CHRISTMAS 2017 REVIEW: MARVEL SUPER HERO ADVENTURES: FROST FIGHT

CAST (VOICES)

Mick Wingert (The Princess and The Frog)
Matthew Mercer (Monsters University)
Travis Willingham (Super Hero Squad)
Fred Tatasciore (Hulk Vs)
Grey DeLisle (The Replacements)
Troy Baker (Justice League Action)
Anthony Del Rio (Bunheads)
Trevor Devall (Batman vs Robin)
Kevin Micharl Richardson (The Cleveland Show)
Steven Blum (Wolverine and The X-Men)

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Loki and a Frost Giant are trying to gain more and more power, turning a tropical island into an frozen land, with only Earth’s Mightiest Heroes to stop them, The Avengers.  When The Avengers win the battle Loki and the Frost Giant try something else, they plan to find an ancient powerful cross between a Frost Giant and Elf known as Jolnir, but you and I know him as Santa Claus.

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I want all the adults here to remember back as far as they can, if they are close to my age they’ll remember the Saturday morning cartoons which started off our weekends, sadly these are mostly gone.  Remember the adventures of The Justice League, Justice League Unlimited, going back further X-Men, Batman the Animated Series, and the other great cartoons that brought our loved comic book characters to life.  This was long before the high level of cinematic adventures.  Now think about it logically, these were the precursors to our loving of the movies of today, the high adventures and great stories.  We wouldn’t drive these movies so hard without that basis.  So with that in mind, if you have children, you will get them Marvel Super Hero Adventures: Frost Fight.  It’s films like this that will bring the next generation of comic fans to the cinema and fingers crossed to the books.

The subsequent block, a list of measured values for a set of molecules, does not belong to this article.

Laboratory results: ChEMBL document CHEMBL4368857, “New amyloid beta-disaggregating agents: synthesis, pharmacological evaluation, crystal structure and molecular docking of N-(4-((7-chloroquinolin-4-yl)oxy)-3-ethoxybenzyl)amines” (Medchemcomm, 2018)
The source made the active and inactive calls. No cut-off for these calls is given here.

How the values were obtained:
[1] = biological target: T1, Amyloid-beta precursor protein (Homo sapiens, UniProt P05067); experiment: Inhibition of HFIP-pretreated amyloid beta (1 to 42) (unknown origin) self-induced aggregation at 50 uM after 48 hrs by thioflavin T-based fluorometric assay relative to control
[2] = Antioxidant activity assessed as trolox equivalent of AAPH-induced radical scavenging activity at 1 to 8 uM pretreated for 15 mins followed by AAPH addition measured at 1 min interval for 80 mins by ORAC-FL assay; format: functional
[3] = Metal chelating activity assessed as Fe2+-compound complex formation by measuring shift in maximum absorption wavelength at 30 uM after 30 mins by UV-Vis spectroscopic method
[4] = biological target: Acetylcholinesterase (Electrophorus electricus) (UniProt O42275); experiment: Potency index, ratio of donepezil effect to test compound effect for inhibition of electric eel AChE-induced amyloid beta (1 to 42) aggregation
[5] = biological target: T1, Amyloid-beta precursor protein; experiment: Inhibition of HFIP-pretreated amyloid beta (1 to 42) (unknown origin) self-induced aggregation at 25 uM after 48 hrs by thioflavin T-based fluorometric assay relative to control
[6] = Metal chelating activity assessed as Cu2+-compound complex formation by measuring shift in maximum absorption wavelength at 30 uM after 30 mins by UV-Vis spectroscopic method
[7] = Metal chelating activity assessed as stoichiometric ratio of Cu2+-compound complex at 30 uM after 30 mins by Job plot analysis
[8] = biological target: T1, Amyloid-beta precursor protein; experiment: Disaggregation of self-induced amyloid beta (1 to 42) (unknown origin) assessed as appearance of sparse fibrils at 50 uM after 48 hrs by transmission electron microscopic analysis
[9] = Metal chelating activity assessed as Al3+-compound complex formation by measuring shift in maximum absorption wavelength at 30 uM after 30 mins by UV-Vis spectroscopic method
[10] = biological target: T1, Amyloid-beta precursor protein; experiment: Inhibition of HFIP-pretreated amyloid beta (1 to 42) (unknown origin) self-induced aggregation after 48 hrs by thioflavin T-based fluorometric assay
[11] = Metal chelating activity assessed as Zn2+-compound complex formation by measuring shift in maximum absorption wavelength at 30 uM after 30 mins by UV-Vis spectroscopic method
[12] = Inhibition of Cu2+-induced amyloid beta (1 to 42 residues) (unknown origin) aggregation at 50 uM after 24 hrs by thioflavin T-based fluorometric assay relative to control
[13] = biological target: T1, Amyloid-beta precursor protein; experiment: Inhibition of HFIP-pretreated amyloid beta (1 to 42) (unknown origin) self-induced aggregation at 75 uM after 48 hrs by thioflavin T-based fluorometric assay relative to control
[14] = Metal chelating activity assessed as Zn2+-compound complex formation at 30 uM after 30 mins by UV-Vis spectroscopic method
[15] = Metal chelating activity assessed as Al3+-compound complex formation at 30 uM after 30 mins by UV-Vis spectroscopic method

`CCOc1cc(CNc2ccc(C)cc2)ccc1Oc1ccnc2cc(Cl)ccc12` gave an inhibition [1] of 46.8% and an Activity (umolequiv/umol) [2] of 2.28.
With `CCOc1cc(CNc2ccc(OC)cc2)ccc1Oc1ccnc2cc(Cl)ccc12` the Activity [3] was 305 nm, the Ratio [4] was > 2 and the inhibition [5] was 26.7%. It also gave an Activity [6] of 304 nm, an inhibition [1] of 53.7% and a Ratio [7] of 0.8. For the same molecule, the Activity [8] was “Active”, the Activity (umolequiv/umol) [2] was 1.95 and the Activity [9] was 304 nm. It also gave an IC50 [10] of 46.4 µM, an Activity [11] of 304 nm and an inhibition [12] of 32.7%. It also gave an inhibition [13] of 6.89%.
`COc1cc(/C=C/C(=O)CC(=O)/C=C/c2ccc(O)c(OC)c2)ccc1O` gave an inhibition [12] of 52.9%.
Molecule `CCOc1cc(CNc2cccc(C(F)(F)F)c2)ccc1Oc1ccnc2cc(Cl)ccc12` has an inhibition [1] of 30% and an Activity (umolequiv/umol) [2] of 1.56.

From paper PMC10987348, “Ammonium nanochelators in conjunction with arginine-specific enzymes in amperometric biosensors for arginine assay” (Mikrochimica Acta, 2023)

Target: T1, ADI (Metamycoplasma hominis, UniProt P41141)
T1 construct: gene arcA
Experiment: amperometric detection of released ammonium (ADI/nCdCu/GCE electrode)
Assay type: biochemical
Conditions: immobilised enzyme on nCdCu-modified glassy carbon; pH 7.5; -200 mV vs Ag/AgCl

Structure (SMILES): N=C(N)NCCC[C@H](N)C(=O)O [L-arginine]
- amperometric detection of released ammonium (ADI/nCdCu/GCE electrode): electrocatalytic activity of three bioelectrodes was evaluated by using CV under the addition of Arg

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Animation wise it’s very similar to the traditional animations that we came to love during the 90’s and early 00’s of this century, with a little bit of modernization to show they are not doing a tribute piece.  Character design is along the lines of the Avengers Assemble series that dropped in the past few years and it’s all very much similar to what we’d expect.   Bringing in Captain Marvel is a clever move, with the live action version coming in the near future, and will introduce those who haven’t heard of this character gently into her presence.  There are funny moments where Hulk and Thor go Christmas shopping, and Hulk explaining Santa to Thor made me smile.  Iron Man’s character here is the wise cracking role that you’d expect.5616cde899678
The Holiday theme of this animation is going to help this film but hinder it too, there is a limited amount of time that you’d play it through the year.  With other Marvel animations you can play them year round, always handy to put on when the kids are screaming and running around, but this one has that two month period where watching it is acceptable.  If this leads your children to read some of the all ages comics that are out there from any company then it serves another purpose.  If your children are interested in comic book characters then buy them comic books, using an entertaining animated film like this one would be another tool to get them to the pages.  A Saturday morning Holiday special from Marvel that the whole family can sit down and just turn off the world for just over an hour.